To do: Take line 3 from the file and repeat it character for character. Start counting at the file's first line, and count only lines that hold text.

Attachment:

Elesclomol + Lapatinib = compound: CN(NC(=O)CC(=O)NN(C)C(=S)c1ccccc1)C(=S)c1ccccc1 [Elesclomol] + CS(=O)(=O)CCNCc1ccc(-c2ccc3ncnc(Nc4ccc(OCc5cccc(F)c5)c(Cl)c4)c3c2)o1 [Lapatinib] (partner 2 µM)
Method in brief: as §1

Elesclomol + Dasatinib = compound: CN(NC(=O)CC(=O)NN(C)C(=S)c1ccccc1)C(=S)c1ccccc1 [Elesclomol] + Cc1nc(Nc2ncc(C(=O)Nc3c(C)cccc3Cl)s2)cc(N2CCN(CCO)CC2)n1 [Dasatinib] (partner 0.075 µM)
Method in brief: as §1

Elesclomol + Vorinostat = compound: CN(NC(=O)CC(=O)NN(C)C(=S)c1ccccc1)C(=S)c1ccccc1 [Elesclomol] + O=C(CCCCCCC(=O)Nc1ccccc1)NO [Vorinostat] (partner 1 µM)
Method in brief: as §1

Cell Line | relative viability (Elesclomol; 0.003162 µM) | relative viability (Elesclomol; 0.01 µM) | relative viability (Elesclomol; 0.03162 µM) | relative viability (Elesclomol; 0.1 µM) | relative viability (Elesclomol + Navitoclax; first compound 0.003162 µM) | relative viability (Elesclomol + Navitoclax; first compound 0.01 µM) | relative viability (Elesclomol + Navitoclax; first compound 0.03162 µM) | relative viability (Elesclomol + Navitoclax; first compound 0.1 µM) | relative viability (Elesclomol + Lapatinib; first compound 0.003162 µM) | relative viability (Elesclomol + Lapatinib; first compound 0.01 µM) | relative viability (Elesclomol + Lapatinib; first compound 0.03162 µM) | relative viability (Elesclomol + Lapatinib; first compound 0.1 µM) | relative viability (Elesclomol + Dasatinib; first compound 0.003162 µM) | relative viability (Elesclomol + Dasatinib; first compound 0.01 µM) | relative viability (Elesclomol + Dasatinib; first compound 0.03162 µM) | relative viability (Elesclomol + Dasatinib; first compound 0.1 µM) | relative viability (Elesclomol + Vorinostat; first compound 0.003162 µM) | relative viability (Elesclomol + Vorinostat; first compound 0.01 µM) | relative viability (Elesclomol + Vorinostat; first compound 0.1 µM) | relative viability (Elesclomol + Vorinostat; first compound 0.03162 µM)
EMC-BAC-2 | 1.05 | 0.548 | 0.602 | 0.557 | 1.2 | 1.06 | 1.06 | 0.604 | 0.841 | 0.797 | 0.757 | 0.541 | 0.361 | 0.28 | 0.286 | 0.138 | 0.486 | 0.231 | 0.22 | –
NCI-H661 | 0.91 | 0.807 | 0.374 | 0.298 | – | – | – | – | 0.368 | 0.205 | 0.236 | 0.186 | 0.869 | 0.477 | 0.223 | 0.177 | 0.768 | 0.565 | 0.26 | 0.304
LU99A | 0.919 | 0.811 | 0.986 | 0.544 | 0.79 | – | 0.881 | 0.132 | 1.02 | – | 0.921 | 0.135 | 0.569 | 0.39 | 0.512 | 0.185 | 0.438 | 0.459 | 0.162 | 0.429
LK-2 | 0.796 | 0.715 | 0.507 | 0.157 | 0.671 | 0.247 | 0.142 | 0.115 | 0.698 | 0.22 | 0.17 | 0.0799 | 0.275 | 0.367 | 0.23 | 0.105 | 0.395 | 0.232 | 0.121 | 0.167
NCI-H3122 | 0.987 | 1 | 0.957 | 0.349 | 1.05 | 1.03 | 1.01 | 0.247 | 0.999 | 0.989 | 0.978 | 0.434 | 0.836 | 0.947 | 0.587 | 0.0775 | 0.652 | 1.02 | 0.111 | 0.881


Elesclomol + Dasatinib = compound: CN(NC(=O)CC(=O)NN(C)C(=S)c1ccccc1)C(=S)c1ccccc1 [Elesclomol] + Cc1nc(Nc2ncc(C(=O)Nc3c(C)cccc3Cl)s2)cc(N2CCN(CCO)CC2)n1 [Dasatinib] (partner 0.075 µM)